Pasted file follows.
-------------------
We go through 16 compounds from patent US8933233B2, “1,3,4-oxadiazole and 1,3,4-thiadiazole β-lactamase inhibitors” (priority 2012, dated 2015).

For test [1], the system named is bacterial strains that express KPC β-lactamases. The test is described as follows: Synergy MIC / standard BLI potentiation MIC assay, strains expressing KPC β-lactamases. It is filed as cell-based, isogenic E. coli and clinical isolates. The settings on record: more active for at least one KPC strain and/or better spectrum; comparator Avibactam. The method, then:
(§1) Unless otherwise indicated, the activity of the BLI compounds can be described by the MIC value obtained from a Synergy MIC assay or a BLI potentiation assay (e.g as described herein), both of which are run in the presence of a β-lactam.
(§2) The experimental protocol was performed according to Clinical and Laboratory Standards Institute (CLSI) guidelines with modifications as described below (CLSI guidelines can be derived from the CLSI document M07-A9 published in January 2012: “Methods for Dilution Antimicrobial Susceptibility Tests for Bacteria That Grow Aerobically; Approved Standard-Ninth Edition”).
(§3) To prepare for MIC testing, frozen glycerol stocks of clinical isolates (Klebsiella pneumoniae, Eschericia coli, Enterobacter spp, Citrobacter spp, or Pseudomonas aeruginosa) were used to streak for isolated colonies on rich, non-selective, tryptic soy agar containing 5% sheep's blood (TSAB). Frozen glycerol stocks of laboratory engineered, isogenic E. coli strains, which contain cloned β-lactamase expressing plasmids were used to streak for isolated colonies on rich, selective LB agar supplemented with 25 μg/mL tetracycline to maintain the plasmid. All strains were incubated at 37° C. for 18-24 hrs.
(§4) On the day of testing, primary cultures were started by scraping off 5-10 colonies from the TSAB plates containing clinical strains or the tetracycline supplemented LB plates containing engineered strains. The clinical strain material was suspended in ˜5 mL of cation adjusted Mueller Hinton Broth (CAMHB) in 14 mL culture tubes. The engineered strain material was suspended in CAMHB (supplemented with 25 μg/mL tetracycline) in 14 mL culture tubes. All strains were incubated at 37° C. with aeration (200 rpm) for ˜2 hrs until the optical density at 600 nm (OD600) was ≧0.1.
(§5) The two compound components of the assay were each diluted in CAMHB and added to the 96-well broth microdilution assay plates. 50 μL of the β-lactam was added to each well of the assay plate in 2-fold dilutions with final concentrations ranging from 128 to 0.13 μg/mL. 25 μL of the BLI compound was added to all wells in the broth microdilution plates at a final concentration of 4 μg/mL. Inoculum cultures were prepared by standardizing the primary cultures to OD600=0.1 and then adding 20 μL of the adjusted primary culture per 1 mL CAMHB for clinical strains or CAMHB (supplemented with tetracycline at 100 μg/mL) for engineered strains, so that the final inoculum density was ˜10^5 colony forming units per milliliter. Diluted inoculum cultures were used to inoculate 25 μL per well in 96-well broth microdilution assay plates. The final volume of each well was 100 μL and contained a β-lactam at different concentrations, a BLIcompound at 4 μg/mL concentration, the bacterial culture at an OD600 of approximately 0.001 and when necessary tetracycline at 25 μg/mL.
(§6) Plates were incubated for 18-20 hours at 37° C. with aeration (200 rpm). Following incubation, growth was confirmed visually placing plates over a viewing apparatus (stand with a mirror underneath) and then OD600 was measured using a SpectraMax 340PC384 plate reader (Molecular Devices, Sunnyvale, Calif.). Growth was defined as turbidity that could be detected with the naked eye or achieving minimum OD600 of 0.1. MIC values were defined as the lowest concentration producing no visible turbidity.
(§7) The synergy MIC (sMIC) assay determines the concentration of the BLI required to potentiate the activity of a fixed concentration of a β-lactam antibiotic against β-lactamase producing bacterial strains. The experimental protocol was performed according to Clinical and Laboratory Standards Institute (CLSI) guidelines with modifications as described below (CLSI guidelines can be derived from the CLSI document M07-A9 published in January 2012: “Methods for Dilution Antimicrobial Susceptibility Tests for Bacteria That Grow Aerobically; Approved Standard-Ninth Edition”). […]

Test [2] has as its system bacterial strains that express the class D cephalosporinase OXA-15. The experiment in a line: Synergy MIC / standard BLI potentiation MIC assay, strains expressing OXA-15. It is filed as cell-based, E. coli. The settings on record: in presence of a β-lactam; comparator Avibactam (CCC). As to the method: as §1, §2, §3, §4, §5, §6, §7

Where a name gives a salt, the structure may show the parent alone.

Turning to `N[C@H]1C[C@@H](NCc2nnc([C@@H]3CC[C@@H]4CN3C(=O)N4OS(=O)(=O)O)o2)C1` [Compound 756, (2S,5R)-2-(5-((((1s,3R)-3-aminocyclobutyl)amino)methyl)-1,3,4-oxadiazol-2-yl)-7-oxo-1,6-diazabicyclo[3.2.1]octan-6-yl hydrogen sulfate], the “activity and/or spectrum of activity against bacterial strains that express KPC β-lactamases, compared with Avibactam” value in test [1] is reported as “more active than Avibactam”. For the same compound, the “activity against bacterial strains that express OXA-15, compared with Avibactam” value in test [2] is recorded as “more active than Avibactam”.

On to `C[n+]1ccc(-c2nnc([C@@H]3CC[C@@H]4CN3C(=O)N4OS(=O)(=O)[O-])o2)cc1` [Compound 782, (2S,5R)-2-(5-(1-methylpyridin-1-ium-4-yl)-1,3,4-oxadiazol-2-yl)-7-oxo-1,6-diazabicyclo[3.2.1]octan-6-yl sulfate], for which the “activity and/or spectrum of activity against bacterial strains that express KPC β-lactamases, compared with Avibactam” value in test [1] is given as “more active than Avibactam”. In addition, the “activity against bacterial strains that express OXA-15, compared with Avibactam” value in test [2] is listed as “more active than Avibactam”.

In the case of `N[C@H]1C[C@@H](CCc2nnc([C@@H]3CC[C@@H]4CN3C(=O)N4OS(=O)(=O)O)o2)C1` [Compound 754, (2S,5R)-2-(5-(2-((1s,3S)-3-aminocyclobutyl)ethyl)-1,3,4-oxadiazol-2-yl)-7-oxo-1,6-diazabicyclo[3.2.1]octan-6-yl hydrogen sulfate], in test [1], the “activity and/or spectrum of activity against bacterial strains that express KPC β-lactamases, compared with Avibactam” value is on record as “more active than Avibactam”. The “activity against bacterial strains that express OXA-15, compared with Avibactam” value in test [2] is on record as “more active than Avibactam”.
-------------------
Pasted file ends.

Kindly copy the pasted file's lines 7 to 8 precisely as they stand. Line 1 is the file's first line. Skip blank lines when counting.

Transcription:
(§5) The two compound components of the assay were each diluted in CAMHB and added to the 96-well broth microdilution assay plates. 50 μL of the β-lactam was added to each well of the assay plate in 2-fold dilutions with final concentrations ranging from 128 to 0.13 μg/mL. 25 μL of the BLI compound was added to all wells in the broth microdilution plates at a final concentration of 4 μg/mL. Inoculum cultures were prepared by standardizing the primary cultures to OD600=0.1 and then adding 20 μL of the adjusted primary culture per 1 mL CAMHB for clinical strains or CAMHB (supplemented with tetracycline at 100 μg/mL) for engineered strains, so that the final inoculum density was ˜10^5 colony forming units per milliliter. Diluted inoculum cultures were used to inoculate 25 μL per well in 96-well broth microdilution assay plates. The final volume of each well was 100 μL and contained a β-lactam at different concentrations, a BLIcompound at 4 μg/mL concentration, the bacterial culture at an OD600 of approximately 0.001 and when necessary tetracycline at 25 μg/mL.
(§6) Plates were incubated for 18-20 hours at 37° C. with aeration (200 rpm). Following incubation, growth was confirmed visually placing plates over a viewing apparatus (stand with a mirror underneath) and then OD600 was measured using a SpectraMax 340PC384 plate reader (Molecular Devices, Sunnyvale, Calif.). Growth was defined as turbidity that could be detected with the naked eye or achieving minimum OD600 of 0.1. MIC values were defined as the lowest concentration producing no visible turbidity.